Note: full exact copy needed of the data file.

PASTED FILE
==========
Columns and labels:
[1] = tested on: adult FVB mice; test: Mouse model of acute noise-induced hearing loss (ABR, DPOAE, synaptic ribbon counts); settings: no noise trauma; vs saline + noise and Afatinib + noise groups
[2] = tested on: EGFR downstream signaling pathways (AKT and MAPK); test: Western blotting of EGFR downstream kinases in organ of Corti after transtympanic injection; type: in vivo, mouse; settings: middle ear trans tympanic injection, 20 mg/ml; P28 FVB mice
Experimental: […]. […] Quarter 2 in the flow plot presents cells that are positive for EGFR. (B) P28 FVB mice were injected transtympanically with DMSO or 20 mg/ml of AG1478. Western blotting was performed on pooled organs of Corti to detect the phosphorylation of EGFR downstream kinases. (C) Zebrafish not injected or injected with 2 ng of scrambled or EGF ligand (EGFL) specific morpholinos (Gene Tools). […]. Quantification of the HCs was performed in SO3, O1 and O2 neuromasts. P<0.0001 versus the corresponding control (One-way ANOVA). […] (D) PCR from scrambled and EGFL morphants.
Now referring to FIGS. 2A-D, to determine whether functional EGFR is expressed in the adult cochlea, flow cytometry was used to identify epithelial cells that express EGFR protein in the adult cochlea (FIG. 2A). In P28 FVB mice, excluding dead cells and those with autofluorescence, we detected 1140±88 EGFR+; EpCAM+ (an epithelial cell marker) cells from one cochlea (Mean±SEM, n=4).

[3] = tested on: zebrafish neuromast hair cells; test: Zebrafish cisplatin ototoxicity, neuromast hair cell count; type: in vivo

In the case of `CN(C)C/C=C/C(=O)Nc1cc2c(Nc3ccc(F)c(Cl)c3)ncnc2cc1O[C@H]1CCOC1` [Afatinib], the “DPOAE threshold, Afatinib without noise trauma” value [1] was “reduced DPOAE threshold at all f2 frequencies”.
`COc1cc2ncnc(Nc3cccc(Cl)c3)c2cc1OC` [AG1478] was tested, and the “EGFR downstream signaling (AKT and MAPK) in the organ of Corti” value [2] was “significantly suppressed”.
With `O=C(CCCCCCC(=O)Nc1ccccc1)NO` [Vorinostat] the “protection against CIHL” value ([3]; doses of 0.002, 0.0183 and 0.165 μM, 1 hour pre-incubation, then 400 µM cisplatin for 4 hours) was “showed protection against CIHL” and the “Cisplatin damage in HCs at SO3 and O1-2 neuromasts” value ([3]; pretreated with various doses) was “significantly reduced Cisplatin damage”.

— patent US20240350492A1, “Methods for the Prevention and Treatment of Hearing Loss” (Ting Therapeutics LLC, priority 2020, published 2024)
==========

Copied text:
Columns and labels:
[1] = tested on: adult FVB mice; test: Mouse model of acute noise-induced hearing loss (ABR, DPOAE, synaptic ribbon counts); settings: no noise trauma; vs saline + noise and Afatinib + noise groups
[2] = tested on: EGFR downstream signaling pathways (AKT and MAPK); test: Western blotting of EGFR downstream kinases in organ of Corti after transtympanic injection; type: in vivo, mouse; settings: middle ear trans tympanic injection, 20 mg/ml; P28 FVB mice
Experimental: […]. […] Quarter 2 in the flow plot presents cells that are positive for EGFR. (B) P28 FVB mice were injected transtympanically with DMSO or 20 mg/ml of AG1478. Western blotting was performed on pooled organs of Corti to detect the phosphorylation of EGFR downstream kinases. (C) Zebrafish not injected or injected with 2 ng of scrambled or EGF ligand (EGFL) specific morpholinos (Gene Tools). […]. Quantification of the HCs was performed in SO3, O1 and O2 neuromasts. P<0.0001 versus the corresponding control (One-way ANOVA). […] (D) PCR from scrambled and EGFL morphants.
Now referring to FIGS. 2A-D, to determine whether functional EGFR is expressed in the adult cochlea, flow cytometry was used to identify epithelial cells that express EGFR protein in the adult cochlea (FIG. 2A). In P28 FVB mice, excluding dead cells and those with autofluorescence, we detected 1140±88 EGFR+; EpCAM+ (an epithelial cell marker) cells from one cochlea (Mean±SEM, n=4).

[3] = tested on: zebrafish neuromast hair cells; test: Zebrafish cisplatin ototoxicity, neuromast hair cell count; type: in vivo

In the case of `CN(C)C/C=C/C(=O)Nc1cc2c(Nc3ccc(F)c(Cl)c3)ncnc2cc1O[C@H]1CCOC1` [Afatinib], the “DPOAE threshold, Afatinib without noise trauma” value [1] was “reduced DPOAE threshold at all f2 frequencies”.
`COc1cc2ncnc(Nc3cccc(Cl)c3)c2cc1OC` [AG1478] was tested, and the “EGFR downstream signaling (AKT and MAPK) in the organ of Corti” value [2] was “significantly suppressed”.
With `O=C(CCCCCCC(=O)Nc1ccccc1)NO` [Vorinostat] the “protection against CIHL” value ([3]; doses of 0.002, 0.0183 and 0.165 μM, 1 hour pre-incubation, then 400 µM cisplatin for 4 hours) was “showed protection against CIHL” and the “Cisplatin damage in HCs at SO3 and O1-2 neuromasts” value ([3]; pretreated with various doses) was “significantly reduced Cisplatin damage”.

— patent US20240350492A1, “Methods for the Prevention and Treatment of Hearing Loss” (Ting Therapeutics LLC, priority 2020, published 2024)